• Bill Stone

Stone's Weekly Market Guide - Week of August 5, 2018

Chart of the Week: The Bank of Japan (BoJ) made multiple changes to policy last week. The BoJ began forward guidance by pledging that rates would remain low for an “extended period.” The negative policy rate of -0.1% will apply to fewer reserves in order to help banks. The target yield for 10-year bonds was kept at 0% but the BoJ will allow a range of 0.2 percentage points around the target. This injected more volatility into yields and yields rose to the highest levels since early 2016 (see chart). These tweaks should position the BoJ to retain their aggressive policies as inflation remains stubbornly low. Yield volatility should continue and allow global yields to drift higher.

Japanese 10-year Bond Yields - Last 10 Trading Days

Markets will be watching for additional trade news. Last Friday, China threatened tariffs of up to 25% on $60 billion of U.S. goods in response to the U.S. threat of a 25% tariff on $200 billion in Chinese goods. The Chinese yuan has weakened for 8 straight weeks and cushions some of the pain from the trade tariffs, but raises the risk of capital flight from China. China reports July FX reserves and trade data this week.

U.S. has July inflation data – both consumer (CPI) and producer (PPI). Both headline and core CPI measures are expected to hold steady at 2.9% and 2.3% year-over-year (Y/Y). So far there haven’t been enough inflation pressures to change the “gradual” pace of hikes from the Fed and markets are already pricing in a 90% chance of a hike in September. 3Q GDP estimates from the Atlanta and NY Fed are 4.37% and 2.58% respectively.

81% of S&P 500 companies have reported 2Q earnings, but 47 S&P 500 companies are scheduled this week. Last week, healthcare and technology boosted the overall earnings growth rate. S&P 500 earnings and sales growth are remain robust at 24% and almost 10% Y/Y. 80% and 74% of companies beat earnings and sales respectively so far in this reporting period.

Europe: Germany reports June industrial production along with trade data. German June factory orders came in below expectations at -0.8% Y/Y. U.K. 2Q GDP should show some acceleration to 1.3% Y/Y. Odds continue to rise that no Brexit deal will be reached, which is reflected in a weaker British currency (GBP) despite the U.K. central bank rate hike last week.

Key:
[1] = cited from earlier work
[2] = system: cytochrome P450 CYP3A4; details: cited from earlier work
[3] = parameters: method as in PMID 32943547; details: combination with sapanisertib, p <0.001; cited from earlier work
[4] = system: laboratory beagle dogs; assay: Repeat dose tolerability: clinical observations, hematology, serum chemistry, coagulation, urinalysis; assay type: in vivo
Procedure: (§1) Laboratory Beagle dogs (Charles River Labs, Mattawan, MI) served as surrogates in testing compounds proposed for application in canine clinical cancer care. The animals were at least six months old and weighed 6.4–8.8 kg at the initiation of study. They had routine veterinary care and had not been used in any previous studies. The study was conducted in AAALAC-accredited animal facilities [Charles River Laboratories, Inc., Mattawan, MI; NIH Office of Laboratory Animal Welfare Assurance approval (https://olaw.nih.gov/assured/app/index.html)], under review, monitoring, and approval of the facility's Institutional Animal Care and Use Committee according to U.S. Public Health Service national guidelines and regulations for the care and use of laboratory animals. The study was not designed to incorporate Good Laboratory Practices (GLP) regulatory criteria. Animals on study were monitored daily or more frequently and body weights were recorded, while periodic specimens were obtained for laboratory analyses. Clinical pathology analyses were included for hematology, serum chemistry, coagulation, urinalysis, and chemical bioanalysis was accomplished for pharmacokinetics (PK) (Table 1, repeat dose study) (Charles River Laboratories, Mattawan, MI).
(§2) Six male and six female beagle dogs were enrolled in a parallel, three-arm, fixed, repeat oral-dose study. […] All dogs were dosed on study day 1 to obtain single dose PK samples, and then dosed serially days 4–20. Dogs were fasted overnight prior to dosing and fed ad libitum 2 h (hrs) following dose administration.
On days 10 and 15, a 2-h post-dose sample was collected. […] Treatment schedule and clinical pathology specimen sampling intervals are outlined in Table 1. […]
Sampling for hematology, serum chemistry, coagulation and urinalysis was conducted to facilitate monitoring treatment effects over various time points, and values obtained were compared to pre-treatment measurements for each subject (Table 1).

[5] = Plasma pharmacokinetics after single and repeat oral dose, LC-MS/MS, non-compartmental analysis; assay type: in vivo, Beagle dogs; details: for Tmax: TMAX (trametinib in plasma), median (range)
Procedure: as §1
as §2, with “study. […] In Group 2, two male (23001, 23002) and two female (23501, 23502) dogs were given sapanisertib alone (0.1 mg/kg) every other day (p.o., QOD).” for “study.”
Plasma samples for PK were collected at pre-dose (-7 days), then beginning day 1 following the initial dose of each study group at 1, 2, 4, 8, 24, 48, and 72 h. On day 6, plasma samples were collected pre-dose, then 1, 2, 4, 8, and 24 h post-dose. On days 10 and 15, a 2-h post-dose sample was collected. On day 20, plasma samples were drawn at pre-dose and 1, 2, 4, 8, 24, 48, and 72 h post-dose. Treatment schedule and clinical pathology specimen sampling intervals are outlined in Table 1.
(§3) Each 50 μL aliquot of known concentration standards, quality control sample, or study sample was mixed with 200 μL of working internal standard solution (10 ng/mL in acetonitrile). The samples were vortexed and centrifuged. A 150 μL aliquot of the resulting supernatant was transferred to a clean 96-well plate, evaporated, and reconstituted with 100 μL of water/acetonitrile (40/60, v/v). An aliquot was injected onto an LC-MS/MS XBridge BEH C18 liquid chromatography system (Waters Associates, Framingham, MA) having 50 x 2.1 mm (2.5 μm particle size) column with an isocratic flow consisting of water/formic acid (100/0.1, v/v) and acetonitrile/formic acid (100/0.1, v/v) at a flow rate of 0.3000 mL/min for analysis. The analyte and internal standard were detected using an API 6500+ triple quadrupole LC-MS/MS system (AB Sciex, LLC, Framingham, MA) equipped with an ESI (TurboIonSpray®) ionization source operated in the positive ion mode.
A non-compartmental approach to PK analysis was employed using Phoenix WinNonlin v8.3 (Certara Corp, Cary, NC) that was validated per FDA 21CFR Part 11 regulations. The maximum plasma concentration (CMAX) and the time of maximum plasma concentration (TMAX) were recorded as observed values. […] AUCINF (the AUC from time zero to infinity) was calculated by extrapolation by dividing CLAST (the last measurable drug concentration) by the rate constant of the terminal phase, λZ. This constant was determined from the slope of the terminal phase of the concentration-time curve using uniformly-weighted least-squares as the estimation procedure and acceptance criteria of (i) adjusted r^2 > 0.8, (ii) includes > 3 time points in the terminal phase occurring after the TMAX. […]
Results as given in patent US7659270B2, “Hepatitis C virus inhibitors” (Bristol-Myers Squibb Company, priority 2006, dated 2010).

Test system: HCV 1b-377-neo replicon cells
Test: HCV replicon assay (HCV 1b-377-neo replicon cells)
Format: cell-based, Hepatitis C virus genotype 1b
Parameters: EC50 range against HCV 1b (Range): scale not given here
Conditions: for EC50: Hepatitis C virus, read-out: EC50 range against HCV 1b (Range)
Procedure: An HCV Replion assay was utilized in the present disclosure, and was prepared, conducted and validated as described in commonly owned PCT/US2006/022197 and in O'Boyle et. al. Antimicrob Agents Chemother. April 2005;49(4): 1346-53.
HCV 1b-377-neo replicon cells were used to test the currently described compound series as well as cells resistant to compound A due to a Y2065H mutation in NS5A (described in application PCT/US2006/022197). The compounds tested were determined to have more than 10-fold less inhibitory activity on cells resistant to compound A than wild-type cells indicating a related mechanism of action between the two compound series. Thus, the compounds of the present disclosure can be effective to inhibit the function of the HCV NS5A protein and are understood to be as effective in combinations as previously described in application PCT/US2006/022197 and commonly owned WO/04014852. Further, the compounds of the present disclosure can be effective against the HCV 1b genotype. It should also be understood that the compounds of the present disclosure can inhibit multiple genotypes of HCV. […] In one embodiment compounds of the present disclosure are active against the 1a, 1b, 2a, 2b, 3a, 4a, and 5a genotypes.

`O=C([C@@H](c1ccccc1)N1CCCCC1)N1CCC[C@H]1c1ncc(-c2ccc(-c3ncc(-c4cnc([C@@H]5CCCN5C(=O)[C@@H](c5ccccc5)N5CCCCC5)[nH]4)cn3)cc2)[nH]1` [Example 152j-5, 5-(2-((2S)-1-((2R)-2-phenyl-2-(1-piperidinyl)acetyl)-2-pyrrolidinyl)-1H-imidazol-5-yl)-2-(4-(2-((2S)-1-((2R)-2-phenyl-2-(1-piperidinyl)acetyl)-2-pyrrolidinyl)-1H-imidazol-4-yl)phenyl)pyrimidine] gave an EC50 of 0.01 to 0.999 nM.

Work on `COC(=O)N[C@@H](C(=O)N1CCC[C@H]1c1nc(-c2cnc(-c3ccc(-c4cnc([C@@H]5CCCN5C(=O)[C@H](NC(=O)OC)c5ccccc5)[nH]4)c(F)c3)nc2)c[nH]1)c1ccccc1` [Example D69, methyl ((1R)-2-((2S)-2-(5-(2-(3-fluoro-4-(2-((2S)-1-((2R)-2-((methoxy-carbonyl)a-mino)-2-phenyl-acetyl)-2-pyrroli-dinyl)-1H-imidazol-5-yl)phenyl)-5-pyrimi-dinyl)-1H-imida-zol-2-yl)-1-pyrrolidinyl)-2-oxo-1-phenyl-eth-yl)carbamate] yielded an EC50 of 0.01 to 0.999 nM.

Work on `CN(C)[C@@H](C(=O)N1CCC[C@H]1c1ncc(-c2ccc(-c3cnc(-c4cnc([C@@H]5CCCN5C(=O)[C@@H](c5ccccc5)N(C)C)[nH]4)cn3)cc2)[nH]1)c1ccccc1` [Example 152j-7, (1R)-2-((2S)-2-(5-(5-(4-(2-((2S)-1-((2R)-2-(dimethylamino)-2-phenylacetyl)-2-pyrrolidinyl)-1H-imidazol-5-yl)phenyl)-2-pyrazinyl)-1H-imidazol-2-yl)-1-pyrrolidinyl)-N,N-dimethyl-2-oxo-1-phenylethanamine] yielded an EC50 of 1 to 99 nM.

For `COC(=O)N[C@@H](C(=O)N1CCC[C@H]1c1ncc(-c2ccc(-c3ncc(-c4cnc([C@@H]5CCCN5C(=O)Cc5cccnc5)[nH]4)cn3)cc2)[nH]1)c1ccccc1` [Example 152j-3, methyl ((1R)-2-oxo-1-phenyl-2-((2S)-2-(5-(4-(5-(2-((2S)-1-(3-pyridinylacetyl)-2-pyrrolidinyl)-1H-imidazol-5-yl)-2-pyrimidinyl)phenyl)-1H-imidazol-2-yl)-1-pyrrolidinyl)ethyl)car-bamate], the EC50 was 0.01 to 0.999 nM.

Asia: Japan reports 2Q GDP which should grow around 1.4% annualized after a contraction in 1Q GDP. China inflation data for July expected with both CPI and PPI reported on Wednesday.

The central banks of Romania, Australia, Argentina, Thailand, New Zealand, Philippines, Serbia and Peru meet with the Philippines expected to hike their policy rates. Though consensus expected a hike, the Romanian central bank held their policy rate steady at 2.50%.

The 10-2 yield curve steepened last week to 30 basis points, but our improved measure of 3 month 6 quarters forward – 3 month flattened to 84 basis points. Please see our recent post for more details on the economic and financial market implications.

Bank of Japan met and as widely expected the policy rate was not changed. As rumored for some time, tweaks to policy were announced. Please see our Chart of the Week for the implications.

The Chart of the Week shows the yield on the Japanese 10-year bond (JGB) over the last 10 trading days in order to show the jump once rumors of changes surfaced and the volatility. A look at the longer-term JGB yield chart puts it in context, showing yields at their high since early 2016.

Japanese 10-Year Bond Yields Since 2016

German 10-year yields also rose over the last 10 trading days.

German 10-year Bond Yields - Last 10 Trading Days

U.S. 10-year yields broke 3.0%, but did not hold the level. The BoJ allowing Japanese 10-year yields to move slightly higher should raise the odds that other high quality bonds like Germany and U.S. can drift higher.

U.S. 10-year Bond Yields - Last 10 Trading Days

To read the PDF version of Stone's Weekly Market Guide please click here.

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